I gently refuse to give opinion if someone asks my ‘quick feedback’ based on just a single report or a single symptom. And give them the option of a detailed assessment.
If they’re family or a close friend, I try getting the whole picture over phone call, and for this they have to wait till I’m free.
For anyone else, they have to call the appointment number and follow the process. If they feel my advice would be valuable enough to justify the fee and the wait, they follow the process. If they don’t, they stop asking me random questions, and keep looking for some other willing soul.
After the consultation, it’s easy if my Assessment agrees with that of the other doctor. But if there’s conflict, there’s no easy way out of it..
As doctors we often get cornered by people we know, in various social settings, asking for our “quick advice” on this rash, or that pain, or in recent times, the abnormal lab report that has been bothering them. 🥴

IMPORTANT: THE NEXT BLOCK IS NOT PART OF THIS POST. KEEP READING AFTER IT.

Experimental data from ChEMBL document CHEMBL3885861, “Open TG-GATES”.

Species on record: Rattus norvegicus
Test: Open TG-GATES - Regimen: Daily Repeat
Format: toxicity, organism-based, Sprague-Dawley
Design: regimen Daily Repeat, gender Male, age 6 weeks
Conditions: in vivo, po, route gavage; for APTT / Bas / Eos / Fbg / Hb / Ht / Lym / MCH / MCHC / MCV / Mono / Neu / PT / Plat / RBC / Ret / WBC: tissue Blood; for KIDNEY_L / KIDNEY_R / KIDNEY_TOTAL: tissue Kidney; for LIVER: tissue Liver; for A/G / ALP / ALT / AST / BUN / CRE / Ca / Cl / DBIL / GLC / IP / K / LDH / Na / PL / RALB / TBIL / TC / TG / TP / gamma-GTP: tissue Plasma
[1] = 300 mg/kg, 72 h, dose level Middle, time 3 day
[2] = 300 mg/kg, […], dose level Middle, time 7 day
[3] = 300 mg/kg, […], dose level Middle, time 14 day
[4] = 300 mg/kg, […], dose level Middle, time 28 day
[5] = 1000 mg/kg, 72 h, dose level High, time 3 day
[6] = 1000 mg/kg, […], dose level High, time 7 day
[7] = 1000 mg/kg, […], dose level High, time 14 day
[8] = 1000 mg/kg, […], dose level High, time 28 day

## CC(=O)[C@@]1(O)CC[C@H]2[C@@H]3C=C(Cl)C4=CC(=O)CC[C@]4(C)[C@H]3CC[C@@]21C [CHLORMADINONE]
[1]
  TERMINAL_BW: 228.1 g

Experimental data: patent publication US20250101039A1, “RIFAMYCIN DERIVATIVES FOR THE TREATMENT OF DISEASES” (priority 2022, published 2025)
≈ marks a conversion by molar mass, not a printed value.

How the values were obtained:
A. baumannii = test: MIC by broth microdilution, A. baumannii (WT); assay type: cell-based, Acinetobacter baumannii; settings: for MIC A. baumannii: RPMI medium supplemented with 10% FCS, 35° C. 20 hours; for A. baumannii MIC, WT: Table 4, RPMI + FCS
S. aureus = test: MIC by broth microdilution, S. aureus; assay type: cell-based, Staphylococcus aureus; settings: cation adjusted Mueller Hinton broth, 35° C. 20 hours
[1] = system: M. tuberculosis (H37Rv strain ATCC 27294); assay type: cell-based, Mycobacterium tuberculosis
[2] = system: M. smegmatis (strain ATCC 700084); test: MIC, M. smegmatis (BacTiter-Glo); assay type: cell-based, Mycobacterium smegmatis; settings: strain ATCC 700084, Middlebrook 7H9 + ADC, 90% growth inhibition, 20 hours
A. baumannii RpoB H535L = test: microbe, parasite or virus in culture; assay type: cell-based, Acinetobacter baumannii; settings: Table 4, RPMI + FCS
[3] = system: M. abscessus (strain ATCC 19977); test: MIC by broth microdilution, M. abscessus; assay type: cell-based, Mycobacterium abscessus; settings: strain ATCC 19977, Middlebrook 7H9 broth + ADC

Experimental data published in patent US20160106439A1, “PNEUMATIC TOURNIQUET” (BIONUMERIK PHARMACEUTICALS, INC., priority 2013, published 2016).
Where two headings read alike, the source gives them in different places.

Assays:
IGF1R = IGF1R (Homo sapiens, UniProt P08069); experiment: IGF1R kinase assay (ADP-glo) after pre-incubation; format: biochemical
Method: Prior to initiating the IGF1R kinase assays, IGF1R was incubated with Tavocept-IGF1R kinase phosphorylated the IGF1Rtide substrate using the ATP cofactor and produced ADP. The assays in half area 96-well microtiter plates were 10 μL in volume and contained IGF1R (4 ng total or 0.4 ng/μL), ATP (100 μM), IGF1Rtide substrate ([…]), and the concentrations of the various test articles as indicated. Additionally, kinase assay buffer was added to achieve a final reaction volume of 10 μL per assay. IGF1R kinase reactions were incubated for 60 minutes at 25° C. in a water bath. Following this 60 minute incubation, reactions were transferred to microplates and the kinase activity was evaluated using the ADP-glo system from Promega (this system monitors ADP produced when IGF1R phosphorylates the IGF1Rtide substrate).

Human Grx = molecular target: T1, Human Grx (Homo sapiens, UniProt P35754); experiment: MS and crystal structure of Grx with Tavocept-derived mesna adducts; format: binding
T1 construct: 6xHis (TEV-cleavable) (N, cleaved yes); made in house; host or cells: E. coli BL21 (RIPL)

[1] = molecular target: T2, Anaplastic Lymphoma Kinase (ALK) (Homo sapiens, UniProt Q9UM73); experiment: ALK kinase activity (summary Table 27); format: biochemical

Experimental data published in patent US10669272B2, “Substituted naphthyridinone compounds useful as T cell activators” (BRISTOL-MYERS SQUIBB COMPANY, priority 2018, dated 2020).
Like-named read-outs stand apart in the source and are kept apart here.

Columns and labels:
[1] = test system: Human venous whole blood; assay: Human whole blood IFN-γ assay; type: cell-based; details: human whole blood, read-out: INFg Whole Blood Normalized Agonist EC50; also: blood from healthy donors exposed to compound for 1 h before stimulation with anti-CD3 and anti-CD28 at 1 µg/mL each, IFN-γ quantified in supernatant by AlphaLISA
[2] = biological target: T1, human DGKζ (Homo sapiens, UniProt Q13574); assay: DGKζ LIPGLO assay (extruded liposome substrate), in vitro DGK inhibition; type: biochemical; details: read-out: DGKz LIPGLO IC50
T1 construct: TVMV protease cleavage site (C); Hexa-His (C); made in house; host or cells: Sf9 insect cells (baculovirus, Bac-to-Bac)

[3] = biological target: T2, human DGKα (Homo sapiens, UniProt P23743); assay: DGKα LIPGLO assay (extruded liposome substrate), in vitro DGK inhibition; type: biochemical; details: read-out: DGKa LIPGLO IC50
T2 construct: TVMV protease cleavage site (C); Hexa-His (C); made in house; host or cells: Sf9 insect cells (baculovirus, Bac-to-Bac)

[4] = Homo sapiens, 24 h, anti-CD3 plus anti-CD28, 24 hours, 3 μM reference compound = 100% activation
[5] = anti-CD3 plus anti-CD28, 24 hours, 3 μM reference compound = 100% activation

Without digging deeper, it’s not possible to determine whether they have already discussed this issue with another doctor (and only seeking a “harmless” quick second opinion from someone they trust). Or this is the first time they’ve ever disclosed this to any doctor! 👩🏻⚕️
We don’t want to answer these queries with limited information, as that would be a big disservice to the patient. Most conditions need a painstaking gathering of history, a scrupulous examination, and often some quick referencing of guidelines or other resources. Quick answers are usually wrong in medicine! 🙊
What is the value of 15 minutes of a doctor’s time?
As an urban Family Physician in Gurgaon, I charge Rs 400 for a consultation, with free follow-up for 7 days after that. Home Visits are charged Rs 1000-2000 during day time (depending on distance), and Rs 1500-3500 at night.
Personally, I feel that I charge very less compared to the value I’m delivering to the patients and their families. But I’ve realised, that from a business perspective, that feeling is largely irrelevant.